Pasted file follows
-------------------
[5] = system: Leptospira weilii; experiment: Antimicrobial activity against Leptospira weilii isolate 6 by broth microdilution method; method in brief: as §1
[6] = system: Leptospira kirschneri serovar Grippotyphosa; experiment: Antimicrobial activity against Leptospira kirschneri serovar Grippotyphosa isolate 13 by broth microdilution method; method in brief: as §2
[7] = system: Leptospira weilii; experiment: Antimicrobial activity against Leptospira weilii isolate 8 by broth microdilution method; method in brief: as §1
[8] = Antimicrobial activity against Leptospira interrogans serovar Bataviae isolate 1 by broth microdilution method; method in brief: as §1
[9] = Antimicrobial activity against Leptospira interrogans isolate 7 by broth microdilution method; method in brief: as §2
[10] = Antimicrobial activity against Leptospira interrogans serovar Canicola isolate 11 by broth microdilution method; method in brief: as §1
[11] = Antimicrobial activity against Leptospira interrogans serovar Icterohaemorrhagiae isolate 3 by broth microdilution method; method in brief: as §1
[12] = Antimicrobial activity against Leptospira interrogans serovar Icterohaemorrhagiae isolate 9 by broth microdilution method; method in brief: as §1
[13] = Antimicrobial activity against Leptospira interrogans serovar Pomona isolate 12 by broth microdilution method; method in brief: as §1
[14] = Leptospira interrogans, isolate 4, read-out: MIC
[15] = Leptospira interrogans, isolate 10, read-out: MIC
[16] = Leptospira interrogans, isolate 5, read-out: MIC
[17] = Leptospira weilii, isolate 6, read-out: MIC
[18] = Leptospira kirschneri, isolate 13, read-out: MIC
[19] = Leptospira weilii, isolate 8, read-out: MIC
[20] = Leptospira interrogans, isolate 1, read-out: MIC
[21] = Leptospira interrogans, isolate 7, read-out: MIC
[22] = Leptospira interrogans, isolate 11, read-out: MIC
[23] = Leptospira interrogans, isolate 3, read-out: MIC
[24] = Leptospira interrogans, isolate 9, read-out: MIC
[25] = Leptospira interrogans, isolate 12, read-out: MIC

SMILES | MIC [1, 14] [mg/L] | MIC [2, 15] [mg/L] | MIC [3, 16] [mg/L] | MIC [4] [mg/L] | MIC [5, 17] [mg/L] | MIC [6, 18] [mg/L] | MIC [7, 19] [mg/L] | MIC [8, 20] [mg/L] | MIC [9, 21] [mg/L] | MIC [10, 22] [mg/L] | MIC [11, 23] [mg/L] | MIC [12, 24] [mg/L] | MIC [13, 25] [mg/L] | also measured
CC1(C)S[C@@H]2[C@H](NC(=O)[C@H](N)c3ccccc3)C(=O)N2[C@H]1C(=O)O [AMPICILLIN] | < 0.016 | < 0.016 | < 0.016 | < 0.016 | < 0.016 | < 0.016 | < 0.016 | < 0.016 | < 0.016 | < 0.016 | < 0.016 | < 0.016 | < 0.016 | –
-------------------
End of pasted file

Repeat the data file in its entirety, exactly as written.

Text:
[5] = system: Leptospira weilii; experiment: Antimicrobial activity against Leptospira weilii isolate 6 by broth microdilution method; method in brief: as §1
[6] = system: Leptospira kirschneri serovar Grippotyphosa; experiment: Antimicrobial activity against Leptospira kirschneri serovar Grippotyphosa isolate 13 by broth microdilution method; method in brief: as §2
[7] = system: Leptospira weilii; experiment: Antimicrobial activity against Leptospira weilii isolate 8 by broth microdilution method; method in brief: as §1
[8] = Antimicrobial activity against Leptospira interrogans serovar Bataviae isolate 1 by broth microdilution method; method in brief: as §1
[9] = Antimicrobial activity against Leptospira interrogans isolate 7 by broth microdilution method; method in brief: as §2
[10] = Antimicrobial activity against Leptospira interrogans serovar Canicola isolate 11 by broth microdilution method; method in brief: as §1
[11] = Antimicrobial activity against Leptospira interrogans serovar Icterohaemorrhagiae isolate 3 by broth microdilution method; method in brief: as §1
[12] = Antimicrobial activity against Leptospira interrogans serovar Icterohaemorrhagiae isolate 9 by broth microdilution method; method in brief: as §1
[13] = Antimicrobial activity against Leptospira interrogans serovar Pomona isolate 12 by broth microdilution method; method in brief: as §1
[14] = Leptospira interrogans, isolate 4, read-out: MIC
[15] = Leptospira interrogans, isolate 10, read-out: MIC
[16] = Leptospira interrogans, isolate 5, read-out: MIC
[17] = Leptospira weilii, isolate 6, read-out: MIC
[18] = Leptospira kirschneri, isolate 13, read-out: MIC
[19] = Leptospira weilii, isolate 8, read-out: MIC
[20] = Leptospira interrogans, isolate 1, read-out: MIC
[21] = Leptospira interrogans, isolate 7, read-out: MIC
[22] = Leptospira interrogans, isolate 11, read-out: MIC
[23] = Leptospira interrogans, isolate 3, read-out: MIC
[24] = Leptospira interrogans, isolate 9, read-out: MIC
[25] = Leptospira interrogans, isolate 12, read-out: MIC

SMILES | MIC [1, 14] [mg/L] | MIC [2, 15] [mg/L] | MIC [3, 16] [mg/L] | MIC [4] [mg/L] | MIC [5, 17] [mg/L] | MIC [6, 18] [mg/L] | MIC [7, 19] [mg/L] | MIC [8, 20] [mg/L] | MIC [9, 21] [mg/L] | MIC [10, 22] [mg/L] | MIC [11, 23] [mg/L] | MIC [12, 24] [mg/L] | MIC [13, 25] [mg/L] | also measured
CC1(C)S[C@@H]2[C@H](NC(=O)[C@H](N)c3ccccc3)C(=O)N2[C@H]1C(=O)O [AMPICILLIN] | < 0.016 | < 0.016 | < 0.016 | < 0.016 | < 0.016 | < 0.016 | < 0.016 | < 0.016 | < 0.016 | < 0.016 | < 0.016 | < 0.016 | < 0.016 | –